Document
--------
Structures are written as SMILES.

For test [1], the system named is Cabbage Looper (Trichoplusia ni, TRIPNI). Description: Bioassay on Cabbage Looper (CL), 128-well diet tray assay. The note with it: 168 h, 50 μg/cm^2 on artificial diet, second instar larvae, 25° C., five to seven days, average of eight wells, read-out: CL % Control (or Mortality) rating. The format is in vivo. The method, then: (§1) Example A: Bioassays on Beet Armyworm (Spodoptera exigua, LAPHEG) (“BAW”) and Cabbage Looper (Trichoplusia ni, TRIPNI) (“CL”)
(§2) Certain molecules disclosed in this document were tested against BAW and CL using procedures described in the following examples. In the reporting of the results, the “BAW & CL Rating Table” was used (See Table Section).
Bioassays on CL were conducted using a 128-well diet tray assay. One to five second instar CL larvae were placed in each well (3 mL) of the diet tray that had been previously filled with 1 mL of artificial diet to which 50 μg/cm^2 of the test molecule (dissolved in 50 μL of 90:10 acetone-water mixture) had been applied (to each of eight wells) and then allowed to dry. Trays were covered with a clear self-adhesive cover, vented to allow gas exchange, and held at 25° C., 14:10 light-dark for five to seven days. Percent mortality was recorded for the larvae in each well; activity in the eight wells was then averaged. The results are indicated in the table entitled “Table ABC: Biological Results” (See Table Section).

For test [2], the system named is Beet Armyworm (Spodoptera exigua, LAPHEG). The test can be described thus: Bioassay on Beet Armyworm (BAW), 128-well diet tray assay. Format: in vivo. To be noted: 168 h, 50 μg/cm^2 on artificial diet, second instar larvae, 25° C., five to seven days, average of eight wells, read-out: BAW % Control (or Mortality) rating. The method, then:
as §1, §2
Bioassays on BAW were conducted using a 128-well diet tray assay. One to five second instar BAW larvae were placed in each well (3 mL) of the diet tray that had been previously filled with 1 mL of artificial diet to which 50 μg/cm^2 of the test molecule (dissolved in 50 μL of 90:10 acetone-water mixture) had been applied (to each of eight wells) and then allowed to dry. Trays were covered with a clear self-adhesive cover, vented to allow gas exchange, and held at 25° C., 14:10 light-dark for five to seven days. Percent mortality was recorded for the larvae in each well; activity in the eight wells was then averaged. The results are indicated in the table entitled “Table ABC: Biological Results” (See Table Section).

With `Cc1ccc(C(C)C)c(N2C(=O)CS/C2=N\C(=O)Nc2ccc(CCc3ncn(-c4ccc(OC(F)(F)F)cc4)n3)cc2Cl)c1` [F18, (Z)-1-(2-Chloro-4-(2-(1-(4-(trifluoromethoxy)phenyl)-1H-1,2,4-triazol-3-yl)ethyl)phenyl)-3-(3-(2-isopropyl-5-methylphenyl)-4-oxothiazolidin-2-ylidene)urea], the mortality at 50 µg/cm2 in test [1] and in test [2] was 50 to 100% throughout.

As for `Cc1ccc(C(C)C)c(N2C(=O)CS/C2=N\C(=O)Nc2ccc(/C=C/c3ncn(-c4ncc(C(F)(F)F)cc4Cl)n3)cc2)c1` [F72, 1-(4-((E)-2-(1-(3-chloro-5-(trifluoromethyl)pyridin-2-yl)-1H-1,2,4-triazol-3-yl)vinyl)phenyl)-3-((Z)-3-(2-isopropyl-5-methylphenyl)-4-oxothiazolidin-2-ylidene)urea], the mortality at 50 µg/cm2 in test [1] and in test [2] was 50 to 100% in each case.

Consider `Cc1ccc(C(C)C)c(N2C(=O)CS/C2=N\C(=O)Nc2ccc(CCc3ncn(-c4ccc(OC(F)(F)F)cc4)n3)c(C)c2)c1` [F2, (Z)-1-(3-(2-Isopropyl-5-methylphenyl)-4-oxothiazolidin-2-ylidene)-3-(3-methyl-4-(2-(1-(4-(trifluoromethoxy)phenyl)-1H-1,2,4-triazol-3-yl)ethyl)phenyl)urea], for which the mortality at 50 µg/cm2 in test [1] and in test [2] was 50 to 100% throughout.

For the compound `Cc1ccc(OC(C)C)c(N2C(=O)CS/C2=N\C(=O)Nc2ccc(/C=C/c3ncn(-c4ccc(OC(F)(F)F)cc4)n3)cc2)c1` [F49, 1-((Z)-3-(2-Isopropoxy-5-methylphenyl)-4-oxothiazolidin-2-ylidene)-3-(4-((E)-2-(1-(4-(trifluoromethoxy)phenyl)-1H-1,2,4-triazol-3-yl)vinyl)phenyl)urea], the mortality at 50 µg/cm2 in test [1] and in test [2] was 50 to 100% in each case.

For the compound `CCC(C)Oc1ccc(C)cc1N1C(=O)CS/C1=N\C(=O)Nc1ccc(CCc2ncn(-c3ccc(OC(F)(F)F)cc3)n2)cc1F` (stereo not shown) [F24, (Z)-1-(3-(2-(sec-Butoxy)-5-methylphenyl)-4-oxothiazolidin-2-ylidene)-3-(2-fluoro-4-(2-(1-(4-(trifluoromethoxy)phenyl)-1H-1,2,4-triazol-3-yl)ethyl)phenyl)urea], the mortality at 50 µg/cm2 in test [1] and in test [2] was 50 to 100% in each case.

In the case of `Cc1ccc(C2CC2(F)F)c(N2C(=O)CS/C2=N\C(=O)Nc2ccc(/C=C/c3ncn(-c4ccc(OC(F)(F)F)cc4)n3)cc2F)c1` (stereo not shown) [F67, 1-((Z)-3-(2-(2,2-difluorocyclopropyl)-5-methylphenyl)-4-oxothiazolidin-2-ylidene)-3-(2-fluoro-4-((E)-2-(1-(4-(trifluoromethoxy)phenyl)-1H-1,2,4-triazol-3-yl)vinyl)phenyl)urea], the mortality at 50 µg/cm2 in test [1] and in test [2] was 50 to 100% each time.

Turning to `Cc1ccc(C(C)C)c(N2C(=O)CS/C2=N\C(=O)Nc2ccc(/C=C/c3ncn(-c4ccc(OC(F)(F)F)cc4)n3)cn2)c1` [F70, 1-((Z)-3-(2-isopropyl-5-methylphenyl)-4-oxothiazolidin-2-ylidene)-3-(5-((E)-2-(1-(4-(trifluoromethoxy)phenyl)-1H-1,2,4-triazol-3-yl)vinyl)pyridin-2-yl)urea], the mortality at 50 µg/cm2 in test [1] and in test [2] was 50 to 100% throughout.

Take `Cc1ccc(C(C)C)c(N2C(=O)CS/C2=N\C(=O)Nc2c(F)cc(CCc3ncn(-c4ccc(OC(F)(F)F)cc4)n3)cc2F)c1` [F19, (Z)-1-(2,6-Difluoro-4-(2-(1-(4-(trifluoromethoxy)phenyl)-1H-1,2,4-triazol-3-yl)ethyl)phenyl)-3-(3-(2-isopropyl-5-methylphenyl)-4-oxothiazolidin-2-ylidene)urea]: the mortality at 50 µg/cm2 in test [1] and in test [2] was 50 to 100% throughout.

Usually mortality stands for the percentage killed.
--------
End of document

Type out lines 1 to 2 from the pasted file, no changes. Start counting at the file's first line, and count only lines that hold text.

Structures are written as SMILES.

For test [1], the system named is Cabbage Looper (Trichoplusia ni, TRIPNI). Description: Bioassay on Cabbage Looper (CL), 128-well diet tray assay. The note with it: 168 h, 50 μg/cm^2 on artificial diet, second instar larvae, 25° C., five to seven days, average of eight wells, read-out: CL % Control (or Mortality) rating. The format is in vivo. The method, then: (§1) Example A: Bioassays on Beet Armyworm (Spodoptera exigua, LAPHEG) (“BAW”) and Cabbage Looper (Trichoplusia ni, TRIPNI) (“CL”)